7 Days

Poverty pledge The Secretary of State for Social Affairs, Alistair Darling, has pledged to lift 1.25 million people out of poverty by the next general election. The minister denied claims that the Labour Party is interested only in "wooing Middle England" and said: "By running the economy well you can do more for those in need."

Left standing The Bulgarian government was left red-faced after two failed attempts to demolish the tomb of the country's first communist leader, Georgi Dimitrov. Members of the Socialist Party cried, "We will not be destroyed!" as over 1,000 tonnes of explosives failed to shift the white marble structure.

Asylum upsurge Applications for asylum will rise by 50 per cent to a record 68,000 this year, according to figures released by the Immigration Service Union. This has prompted criticisms by the shadow home secretary, Ann Widdecombe, that Britain is becoming a "soft touch". Labour has denied these claims, blaming the situation on the "absolute shambles that the last government created".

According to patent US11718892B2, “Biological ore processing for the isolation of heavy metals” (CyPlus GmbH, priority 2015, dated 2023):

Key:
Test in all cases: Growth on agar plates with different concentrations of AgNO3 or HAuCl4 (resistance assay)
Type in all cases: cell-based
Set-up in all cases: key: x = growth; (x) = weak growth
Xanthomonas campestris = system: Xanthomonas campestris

Cricket's calamity English cricket is now officially the worst in the world, following England's catastrophic defeat in the final Test. Now at the bottom of the world rankings, England replace New Zealand - the team that took just nine minutes to annihilate the last three English wickets.

Rain of desolation In the wake of last week's earthquake in north-west Turkey, estimated to have killed up to 40,000 people, torrential rain threatens to add to the devastation of the region. Damaged drains, leading to pools of stinking mud, have sparked fears of a cholera epidemic.

Peerage polemics Ninety-two hereditary peers will be allowed to keep their seats in the House of Lords. The basis for selection has now been unveiled: a "cornflake packet competition" in which the perturbed peers must justify their eligibility to stay on in fewer than 75 words.

This article first appeared in the 30 August 1999 issue of the New Statesman, Gordon Brown, the great feminist